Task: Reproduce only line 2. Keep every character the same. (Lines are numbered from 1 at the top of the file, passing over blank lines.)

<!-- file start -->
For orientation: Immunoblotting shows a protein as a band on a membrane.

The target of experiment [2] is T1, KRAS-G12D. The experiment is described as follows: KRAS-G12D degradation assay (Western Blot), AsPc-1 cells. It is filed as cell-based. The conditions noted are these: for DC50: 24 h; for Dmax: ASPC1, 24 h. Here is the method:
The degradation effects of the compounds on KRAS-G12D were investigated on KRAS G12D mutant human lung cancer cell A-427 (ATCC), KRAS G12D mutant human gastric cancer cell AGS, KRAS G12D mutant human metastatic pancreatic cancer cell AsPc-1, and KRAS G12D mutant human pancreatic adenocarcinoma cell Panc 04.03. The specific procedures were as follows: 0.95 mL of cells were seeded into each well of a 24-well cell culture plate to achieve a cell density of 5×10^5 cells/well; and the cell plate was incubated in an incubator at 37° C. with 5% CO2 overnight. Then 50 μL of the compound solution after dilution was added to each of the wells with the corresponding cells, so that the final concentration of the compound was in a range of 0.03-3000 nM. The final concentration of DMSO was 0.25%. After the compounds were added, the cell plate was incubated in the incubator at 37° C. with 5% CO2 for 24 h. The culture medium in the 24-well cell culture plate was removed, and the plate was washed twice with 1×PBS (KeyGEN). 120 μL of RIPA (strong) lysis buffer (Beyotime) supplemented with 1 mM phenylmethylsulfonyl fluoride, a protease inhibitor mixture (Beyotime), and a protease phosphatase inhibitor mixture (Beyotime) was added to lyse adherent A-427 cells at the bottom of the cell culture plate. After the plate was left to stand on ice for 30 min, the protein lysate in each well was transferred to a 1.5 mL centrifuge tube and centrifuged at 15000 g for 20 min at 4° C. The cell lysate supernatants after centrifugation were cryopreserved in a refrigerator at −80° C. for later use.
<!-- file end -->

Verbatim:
The target of experiment [2] is T1, KRAS-G12D. The experiment is described as follows: KRAS-G12D degradation assay (Western Blot), AsPc-1 cells. It is filed as cell-based. The conditions noted are these: for DC50: 24 h; for Dmax: ASPC1, 24 h. Here is the method: